Before you vote: These are facts, issues shaping Michigan in 2020 election
Once again, Michigan could help decide the presidency and so much more.
As always, the Center for Michigan and Bridge Michigan are dedicated to helping voters make informed decisions for the Nov. 3 election that will decide the presidency, 14 congressional districts, all 110 state House of Representatives seats, two state Supreme Court seats, a pair of ballot measures and dozens of local races
To help sift through the rhetoric in a season prone to hyperbole, Bridge is pleased to reshare its 2020 Fact & Issue Guide, a 12-chapter primer on Michigan’s most important issues and the facts that frame them.
Originally published before the March primary and updated to include information about the coronavirus pandemic, the easy-to-read guide includes nonpartisan, fact-based information about everything from educational outcomes and income inequality to health care and college access.
The guide is part of an expanding tool kit to better inform citizens, and comes in addition to ongoing issues coverage, the Fact Squad that separates truth from fiction in political ads, the Elections Tracker about daily developments and campaign stops, how-to guides on the mechanics of voting and a new feature that asks readers to help frame our election coverage.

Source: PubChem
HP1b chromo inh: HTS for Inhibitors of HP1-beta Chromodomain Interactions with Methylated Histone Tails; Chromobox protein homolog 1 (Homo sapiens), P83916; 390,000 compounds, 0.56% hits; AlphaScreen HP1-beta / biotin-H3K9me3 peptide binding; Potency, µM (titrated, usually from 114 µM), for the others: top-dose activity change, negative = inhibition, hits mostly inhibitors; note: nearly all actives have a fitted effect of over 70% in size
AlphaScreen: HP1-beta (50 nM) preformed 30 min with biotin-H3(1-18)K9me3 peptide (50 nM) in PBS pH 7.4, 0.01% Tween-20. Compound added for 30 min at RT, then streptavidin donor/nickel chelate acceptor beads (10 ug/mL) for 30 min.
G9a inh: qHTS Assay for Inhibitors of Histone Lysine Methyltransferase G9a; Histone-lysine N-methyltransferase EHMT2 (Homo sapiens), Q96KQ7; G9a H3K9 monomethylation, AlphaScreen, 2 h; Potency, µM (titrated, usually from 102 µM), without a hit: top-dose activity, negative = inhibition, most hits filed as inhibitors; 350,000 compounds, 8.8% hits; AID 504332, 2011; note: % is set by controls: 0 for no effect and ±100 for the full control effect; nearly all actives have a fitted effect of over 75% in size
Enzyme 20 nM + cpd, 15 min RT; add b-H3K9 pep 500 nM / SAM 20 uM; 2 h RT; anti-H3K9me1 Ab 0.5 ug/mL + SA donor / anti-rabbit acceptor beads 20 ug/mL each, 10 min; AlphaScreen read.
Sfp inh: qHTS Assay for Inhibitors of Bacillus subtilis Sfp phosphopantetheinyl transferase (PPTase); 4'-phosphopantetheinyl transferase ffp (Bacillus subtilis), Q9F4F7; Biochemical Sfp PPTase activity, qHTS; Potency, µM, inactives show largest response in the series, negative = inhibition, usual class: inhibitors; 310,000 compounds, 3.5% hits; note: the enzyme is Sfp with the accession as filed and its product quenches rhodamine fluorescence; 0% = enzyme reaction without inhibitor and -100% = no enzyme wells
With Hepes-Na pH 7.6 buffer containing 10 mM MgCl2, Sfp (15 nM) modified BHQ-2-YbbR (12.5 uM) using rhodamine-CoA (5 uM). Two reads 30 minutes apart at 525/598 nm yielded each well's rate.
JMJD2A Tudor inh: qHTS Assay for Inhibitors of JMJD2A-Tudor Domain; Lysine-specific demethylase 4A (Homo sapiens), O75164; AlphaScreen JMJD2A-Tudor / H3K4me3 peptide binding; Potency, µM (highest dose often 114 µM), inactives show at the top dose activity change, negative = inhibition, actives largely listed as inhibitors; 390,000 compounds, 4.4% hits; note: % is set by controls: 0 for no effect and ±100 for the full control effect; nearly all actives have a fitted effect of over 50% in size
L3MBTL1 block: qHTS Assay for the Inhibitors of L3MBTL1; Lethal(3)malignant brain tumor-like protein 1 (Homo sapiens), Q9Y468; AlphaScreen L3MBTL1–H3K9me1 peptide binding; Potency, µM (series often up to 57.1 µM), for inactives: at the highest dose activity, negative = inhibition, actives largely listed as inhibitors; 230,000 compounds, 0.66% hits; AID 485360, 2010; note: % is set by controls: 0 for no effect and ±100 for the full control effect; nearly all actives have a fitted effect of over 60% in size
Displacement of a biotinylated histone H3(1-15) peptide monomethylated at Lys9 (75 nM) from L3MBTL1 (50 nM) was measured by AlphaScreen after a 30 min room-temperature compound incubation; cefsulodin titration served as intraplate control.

In the days ahead, Bridge also will unveil a new feature that tracks absentee ballot returns by county; a guide to candidates’ stances on health care; and deep looks at everything from training of poll workers to how Democrats and Republicans are preparing for a possible nightmare scenario on or after Election Day.
To request a printed copy, please send an email to email@example.com and include your mailing address.
As always, thanks so much for your continued support.
2020 Michigan Fact & Issue Guide
- 50 facts that frame Michigan, from health care and poverty to crime
- Michigan K-12 test scores slowly improving, but remain mediocre at best
- Early childhood education is key to success. Michigan still has work to do.
- Michigan college tuition hikes leave average graduate with $35K in debt
- Jobs up, poverty declines as Michigan emerges from Great Recession hangover
- Incomes climb in Michigan, but state still struggles with loss of manufacturing
- Michigan has great access to health care. Health outcomes are another story
- Michigan’s cherished Great Lakes, clean waters face threats from all sides
- Michigan roads are infamously bad. But sewers and dams are in rough shape too
- Michigan doles out more in tax breaks than it spends on schools
- Michigan employs 48K people. A quarter of them work in prisons.
- Nearly 200 Michigan communities are financially distressed, despite economy
- Michigan is a toss-up state again after favoring Democrats for a generation
See what new members are saying about why they donated to Bridge Michigan:
- “In order for this information to be accurate and unbiased it must be underwritten by its readers, not by special interests.” - Larry S.
- “Not many other media sources report on the topics Bridge does.” - Susan B.
- “Your journalism is outstanding and rare these days.” - Mark S.
If you want to ensure the future of nonpartisan, nonprofit Michigan journalism, please become a member today. You, too, will be asked why you donated and maybe we'll feature your quote next time!